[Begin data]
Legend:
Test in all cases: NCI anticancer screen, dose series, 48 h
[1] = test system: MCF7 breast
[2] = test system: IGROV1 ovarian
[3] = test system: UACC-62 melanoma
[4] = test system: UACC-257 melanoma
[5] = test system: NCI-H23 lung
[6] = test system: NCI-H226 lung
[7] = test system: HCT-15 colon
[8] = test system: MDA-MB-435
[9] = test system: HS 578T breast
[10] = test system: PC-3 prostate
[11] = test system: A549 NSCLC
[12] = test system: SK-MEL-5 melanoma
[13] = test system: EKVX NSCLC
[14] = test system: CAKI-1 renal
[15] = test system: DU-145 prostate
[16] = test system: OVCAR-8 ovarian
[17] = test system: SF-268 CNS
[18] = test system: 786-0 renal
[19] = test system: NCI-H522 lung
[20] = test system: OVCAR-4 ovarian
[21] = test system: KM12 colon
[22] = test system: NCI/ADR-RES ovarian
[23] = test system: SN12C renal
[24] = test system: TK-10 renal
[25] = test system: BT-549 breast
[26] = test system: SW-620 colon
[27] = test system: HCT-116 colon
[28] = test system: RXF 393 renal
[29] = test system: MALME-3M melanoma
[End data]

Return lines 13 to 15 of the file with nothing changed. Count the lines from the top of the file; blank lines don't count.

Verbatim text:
[11] = test system: A549 NSCLC
[12] = test system: SK-MEL-5 melanoma
[13] = test system: EKVX NSCLC